Australian Dollar at Risk on RBA Outlook, Global Sentiment Trends
Fundamental Forecast for the Australian Dollar: Neutral
- Aussie Dollar pares losses after dropping to lowest in almost 4 years
- Updates on Fed, ECB outlook to drive Aussie alongside risk appetite
- Has the Aussie moved as DailyFX analysts expected? Find out here!
The Australian Dollar dropped to the lowest level in close to four years against its major counterparts but prices launched a sharp recovery against the backdrop of a late-week rebound in risk appetite, erasing more than half the decline. Looking ahead, a busy docket of high-profile event risk offers ample scope for continued volatility.
On the domestic front, minutes from February’s RBA policy meeting and January’s employment report are in focus. The latter seems like a more potent catalyst for price action than the latter: RBA minutes rarely offer much by way of new content beyond the policy statement released at the time of the rate decision. A neutral tone there and in subsequent testimony from Governor Glenn Stevens is likely to see the markets focused on economic data.
Labor market figures are expected to show a net 13k jobs gain while the unemployment rate holds unchanged at 5.8 percent. Australian economic news-flow has stumbled relative to consensus forecasts over recent weeks and markets have taken notice, with the priced-in 12-month RBA rate path implied in overnight index swaps shifting deeper into dovish territory. Leading survey data suggests hiring weakened in the first month of 2016, opening the door for more of the same and threatening the Aussie.
Turning outward, global monetary policy trends and their influence on market-wide risk sentiment remain a critical consideration. Europe will share the spotlight with the US this time around as ECB President Mario Draghi testifies before an EU Parliament committee and the central bank releases minutes from January’s meeting. In both cases, traders will be keen to glean additional clues suggesting an expansion of stimulus is on tap in March. Comments to that affect are likely to boost overall risk appetite, offering support to the sentiment-linked Aussie.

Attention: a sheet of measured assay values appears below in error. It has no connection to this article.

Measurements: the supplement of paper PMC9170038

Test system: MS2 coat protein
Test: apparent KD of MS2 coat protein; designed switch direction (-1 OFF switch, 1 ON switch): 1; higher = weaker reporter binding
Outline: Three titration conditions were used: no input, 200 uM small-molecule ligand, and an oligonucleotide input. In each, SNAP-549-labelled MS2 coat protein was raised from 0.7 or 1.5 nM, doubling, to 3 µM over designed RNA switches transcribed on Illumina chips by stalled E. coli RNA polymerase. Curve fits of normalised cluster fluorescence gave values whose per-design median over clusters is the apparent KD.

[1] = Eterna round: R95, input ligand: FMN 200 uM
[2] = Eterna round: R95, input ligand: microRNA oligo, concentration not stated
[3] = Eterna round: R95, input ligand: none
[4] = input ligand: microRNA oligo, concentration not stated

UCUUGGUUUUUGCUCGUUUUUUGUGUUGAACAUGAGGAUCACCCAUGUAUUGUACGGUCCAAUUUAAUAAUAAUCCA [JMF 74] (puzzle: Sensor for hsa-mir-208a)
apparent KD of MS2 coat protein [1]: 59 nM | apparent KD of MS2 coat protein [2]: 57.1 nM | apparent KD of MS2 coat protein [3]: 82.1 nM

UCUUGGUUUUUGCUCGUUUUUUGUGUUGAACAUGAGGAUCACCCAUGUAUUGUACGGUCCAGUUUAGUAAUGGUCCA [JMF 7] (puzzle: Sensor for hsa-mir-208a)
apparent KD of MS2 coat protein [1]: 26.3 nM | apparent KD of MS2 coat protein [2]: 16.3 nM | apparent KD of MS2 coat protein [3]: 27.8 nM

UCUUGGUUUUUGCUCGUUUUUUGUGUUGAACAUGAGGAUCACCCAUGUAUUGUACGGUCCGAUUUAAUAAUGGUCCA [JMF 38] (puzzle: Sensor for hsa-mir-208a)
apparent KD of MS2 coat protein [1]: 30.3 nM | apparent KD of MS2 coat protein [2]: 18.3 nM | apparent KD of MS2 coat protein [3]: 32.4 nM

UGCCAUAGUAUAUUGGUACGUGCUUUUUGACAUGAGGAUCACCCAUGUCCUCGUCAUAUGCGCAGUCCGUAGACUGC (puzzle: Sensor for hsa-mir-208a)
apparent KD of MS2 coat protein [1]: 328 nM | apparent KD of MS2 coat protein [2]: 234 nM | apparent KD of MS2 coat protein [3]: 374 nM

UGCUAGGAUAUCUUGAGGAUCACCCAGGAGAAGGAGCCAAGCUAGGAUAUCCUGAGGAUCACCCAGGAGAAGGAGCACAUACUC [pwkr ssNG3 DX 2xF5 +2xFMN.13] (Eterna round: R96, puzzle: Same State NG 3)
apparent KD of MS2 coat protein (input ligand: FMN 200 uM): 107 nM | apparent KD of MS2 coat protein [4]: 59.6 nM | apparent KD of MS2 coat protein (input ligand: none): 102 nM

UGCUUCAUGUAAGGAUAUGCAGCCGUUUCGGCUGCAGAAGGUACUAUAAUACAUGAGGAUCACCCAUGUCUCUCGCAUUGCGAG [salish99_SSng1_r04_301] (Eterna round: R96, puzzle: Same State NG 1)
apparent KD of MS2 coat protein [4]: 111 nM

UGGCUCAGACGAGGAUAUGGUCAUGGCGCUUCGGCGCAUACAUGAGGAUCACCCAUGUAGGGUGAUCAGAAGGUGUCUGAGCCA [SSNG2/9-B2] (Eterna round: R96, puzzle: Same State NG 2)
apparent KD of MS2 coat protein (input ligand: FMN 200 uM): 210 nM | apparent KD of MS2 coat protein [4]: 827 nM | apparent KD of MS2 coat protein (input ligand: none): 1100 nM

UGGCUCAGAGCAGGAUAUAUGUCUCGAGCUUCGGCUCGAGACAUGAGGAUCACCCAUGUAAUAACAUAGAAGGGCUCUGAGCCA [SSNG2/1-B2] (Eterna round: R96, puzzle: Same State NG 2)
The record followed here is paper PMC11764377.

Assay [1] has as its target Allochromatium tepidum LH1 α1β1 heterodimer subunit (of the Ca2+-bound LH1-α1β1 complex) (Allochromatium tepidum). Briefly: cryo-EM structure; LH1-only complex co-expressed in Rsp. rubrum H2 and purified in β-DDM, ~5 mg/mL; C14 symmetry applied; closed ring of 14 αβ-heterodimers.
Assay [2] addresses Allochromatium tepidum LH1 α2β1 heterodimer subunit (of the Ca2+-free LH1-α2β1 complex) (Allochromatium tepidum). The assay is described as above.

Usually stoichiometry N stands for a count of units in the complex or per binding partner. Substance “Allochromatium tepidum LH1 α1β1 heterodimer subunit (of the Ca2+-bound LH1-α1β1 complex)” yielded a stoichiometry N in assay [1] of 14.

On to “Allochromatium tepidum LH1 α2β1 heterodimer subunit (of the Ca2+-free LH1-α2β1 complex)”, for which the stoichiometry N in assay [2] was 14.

On the US side of the equation, minutes from January’s FOMC meeting as well as the CPI data set are in the spotlight. The former will help shed light on the degree to which policymakers feel recent volatility has undermined their projected rate hike path. Last week’s comments from Chair Yellen suggested a deliberative posture but highlighted that officials are not as dovish as the priced-in market view implies. Investors have slashed policy bets to erase any further tightening from the 2016 outlook. The latter will help gauge whether the Committee has sufficient scope to act.
Leading survey data paints a relatively upbeat picture of price growth trends. Service-sector inflation – while still tepid – firmed for a fourth consecutive month. Meanwhile, manufacturing sector output prices grew at the fastest pace since August. If this translates into an uptick on the pace of core year-on-year CPI expansion against backdrop of Fed rhetoric extolling data dependence, returning rate hike bets may hurt risk trends and the Aussie Dollar alike.
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